We’ve also been working hard on the security of the application. The beta software will launch ready to handle sensitive documents. The platform meets the 14 Cloud Security Principles published by the National Cyber Security Centre and the audit for Cyber Essentials Plus is in the diary for early in the new year.
Here’s a preview of how the beta software will work. If you’d like to be part of our pilot programme, please contact me or email firstname.lastname@example.org.
Developing our brand, vision, mission and values
As we grow our team, which is now 10 people, it’s becoming more important that we communicate why we’re doing what we do so that team members can take more decisions for themselves.
We developed a new set of statement that reflect the change Barbal will make in the world in supporting our users to do what they do; whether that’s defining new open-source standards involving as many people as possible, or negotiating commercial terms where privacy is of the strictest important.
We’ve found communicating what we do to be one of our biggest challenges. I’m not sure if it’s that people don’t believe we’d try to replace MS Word or that there are so many file repository vendors.
The “collaboration” category isn’t an easy one to be in. Our vision and mission have become key in how we say what we do.
Everyone’s voice heard
Our vision is be the leading provider of co-authoring software, where everyone’s voice is heard — even in large groups, working across remote teams and different organisations. With Barbal, deadlines are met, milestones are hit, deals are closed, contracts are negotiated — faster.
To remove inefficiencies and liberate expertise by enabling people to work together on complex documents and reach consensus faster.
People feel liberated when working with Barbal, because it saves so much time when co-authoring complex documents. We automate tedious administration, leaving you free to focus on the job you are expert in. This means you can deliver more value for clients and stakeholders.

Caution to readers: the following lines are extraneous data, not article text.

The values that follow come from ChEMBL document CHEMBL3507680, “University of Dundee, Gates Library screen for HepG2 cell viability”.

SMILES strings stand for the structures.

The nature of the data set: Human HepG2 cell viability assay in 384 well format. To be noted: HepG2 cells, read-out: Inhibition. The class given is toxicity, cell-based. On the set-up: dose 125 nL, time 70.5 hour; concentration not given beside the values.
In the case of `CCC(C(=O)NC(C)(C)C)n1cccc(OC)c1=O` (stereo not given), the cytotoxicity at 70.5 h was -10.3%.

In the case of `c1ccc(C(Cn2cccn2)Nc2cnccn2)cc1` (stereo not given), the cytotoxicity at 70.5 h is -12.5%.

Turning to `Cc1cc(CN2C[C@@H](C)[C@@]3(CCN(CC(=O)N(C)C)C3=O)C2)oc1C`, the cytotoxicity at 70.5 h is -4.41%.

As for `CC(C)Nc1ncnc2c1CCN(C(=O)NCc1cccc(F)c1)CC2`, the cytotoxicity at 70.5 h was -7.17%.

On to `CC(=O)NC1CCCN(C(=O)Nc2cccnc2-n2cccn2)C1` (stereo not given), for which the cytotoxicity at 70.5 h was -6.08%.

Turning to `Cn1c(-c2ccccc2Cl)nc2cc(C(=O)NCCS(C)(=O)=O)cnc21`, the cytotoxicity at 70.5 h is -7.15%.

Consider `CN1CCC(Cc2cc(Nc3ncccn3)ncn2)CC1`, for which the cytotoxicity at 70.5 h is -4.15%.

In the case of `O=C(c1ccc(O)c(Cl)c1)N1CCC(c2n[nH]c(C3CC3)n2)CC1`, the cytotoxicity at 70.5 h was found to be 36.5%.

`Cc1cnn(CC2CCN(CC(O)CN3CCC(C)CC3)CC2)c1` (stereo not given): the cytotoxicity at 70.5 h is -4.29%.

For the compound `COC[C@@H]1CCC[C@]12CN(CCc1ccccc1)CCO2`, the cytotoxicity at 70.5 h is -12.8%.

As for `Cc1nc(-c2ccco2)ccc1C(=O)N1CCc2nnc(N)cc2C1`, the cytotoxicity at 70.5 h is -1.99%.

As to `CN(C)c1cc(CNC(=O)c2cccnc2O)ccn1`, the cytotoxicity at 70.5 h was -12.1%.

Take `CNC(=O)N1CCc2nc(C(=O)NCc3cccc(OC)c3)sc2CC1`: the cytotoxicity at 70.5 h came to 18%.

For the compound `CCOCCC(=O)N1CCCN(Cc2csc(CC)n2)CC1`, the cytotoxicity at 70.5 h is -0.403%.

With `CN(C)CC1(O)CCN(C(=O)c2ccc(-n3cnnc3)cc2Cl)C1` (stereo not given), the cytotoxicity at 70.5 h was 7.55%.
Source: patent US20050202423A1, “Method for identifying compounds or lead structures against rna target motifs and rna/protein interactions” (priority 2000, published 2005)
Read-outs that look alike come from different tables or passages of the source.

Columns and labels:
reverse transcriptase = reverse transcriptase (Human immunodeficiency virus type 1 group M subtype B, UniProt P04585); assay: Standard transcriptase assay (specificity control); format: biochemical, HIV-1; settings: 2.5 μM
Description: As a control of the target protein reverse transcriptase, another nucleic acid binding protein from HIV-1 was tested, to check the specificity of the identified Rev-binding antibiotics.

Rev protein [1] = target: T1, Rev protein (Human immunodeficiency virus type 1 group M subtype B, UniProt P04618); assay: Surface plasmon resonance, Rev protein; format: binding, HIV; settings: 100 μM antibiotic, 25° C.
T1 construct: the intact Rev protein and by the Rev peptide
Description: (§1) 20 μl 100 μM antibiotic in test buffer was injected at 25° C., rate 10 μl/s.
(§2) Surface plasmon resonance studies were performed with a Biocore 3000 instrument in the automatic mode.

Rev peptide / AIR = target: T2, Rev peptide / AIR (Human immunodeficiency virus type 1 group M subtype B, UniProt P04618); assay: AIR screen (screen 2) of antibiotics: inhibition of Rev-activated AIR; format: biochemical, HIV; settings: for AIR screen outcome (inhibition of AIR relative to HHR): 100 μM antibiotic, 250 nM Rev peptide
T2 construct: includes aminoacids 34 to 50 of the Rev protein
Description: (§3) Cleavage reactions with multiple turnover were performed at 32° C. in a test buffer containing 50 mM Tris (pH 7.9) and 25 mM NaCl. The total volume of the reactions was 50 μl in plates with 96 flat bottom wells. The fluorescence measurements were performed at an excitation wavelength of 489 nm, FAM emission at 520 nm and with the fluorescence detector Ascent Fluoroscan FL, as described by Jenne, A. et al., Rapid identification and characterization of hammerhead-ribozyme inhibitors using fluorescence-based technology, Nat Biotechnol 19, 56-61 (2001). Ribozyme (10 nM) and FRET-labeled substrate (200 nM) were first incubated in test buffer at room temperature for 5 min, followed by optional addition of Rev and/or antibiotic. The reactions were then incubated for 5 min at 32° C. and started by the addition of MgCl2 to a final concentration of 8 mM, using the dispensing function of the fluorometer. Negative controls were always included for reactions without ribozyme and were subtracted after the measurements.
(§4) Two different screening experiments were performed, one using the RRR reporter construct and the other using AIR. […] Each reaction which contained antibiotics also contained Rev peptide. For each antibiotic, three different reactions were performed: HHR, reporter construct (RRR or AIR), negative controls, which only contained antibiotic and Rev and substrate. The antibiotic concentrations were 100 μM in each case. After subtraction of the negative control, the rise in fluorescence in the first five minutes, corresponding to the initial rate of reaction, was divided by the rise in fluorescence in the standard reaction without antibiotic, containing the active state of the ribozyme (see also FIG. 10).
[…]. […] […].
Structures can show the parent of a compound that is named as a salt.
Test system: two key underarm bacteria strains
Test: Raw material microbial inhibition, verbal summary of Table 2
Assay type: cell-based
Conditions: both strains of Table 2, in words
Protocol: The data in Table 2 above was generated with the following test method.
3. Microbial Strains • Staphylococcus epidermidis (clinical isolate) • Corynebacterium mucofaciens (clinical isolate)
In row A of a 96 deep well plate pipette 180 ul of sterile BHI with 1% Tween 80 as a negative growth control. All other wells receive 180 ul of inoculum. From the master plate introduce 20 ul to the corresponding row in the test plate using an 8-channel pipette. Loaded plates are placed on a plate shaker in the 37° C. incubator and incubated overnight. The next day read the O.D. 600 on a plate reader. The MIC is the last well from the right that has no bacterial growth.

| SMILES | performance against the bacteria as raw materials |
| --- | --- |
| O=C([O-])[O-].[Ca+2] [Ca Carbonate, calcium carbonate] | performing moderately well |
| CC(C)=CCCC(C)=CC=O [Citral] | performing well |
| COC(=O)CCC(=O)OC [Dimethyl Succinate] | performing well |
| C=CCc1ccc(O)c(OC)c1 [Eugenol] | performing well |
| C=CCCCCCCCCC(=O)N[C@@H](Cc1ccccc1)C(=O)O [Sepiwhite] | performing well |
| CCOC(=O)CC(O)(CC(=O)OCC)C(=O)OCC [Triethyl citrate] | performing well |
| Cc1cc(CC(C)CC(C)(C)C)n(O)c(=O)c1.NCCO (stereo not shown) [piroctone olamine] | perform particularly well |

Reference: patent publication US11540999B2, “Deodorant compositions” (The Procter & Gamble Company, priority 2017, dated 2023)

We remove the inefficiencies which happen when you’re editing large, complex documents. We solve the pain of continuous updates and help you work faster. New clauses or paragraphs can be proposed, edits can be submitted and the document owner can see what changes were made, by whom and when.
People know they can trust Barbal; it is safe as well as easy to use. Our software is designed to protect the master version, capture the audit trail and give you an excellent user experience. This way, everyone’s voice is heard and the document is completed as fast as possible.
2021 is set to be our most exciting year yet. With a product team of four engineers as well as a user experience specialist and customer success management, the product will be progressing at a rate of knots and our customers will start to see real value from the tool. We have a major international project kicking off immediately and several blossoming partnerships on the horizon.
Whilst we started to focus on standards, we quickly got pulled into different types of documents, so have rebranded the product as “Barbal”. The tool is a document editor that allows lots of people to work together efficiently. We plan to support all its uses, partnering with companies to understand the nuances for different use-cases and even looking at reseller models for different markets.
We will be working with legal firms and in-house lawyers, construction firms and clients, regulators and standards bodies. The vanilla system meets the baseline needs for them all and is a huge step forward compared to the incumbent systems. The objective is to limit the number of organisations we work with to between 12 and 15 so that we can build close relationships and let our early adopters help shape the platform. It’s all a balance as we look to trade off our costs with revenue.
Given the vast efficiencies that organisations could achieve (the average lawyer leaves up to £72k/yr unbilled through faffing with MS Word) and the end-user outcomes that could be derived if people could do consensus-making quicker or there was full traceability of why edits were made, we know that investing in the pilot programme will be worthwhile for many organisations.
We’ve had brilliant support from dozens of organisations over the past year who have given their time for user research and I would like to extend my personal thanks to them all. Barbal truly is a co-creation project with our users who continue to show patience in testing and giving us feedback. Like any collaboration, it wasn’t perfect at the start but the end product will be worth it.
2020 has been a challenging year for us all, personally and professionally. Everyone at Barbal is counting their blessings that we’ve been able to grow whilst many others have struggled, but optimism is on the horizon.
Onwards to the roaring twenties!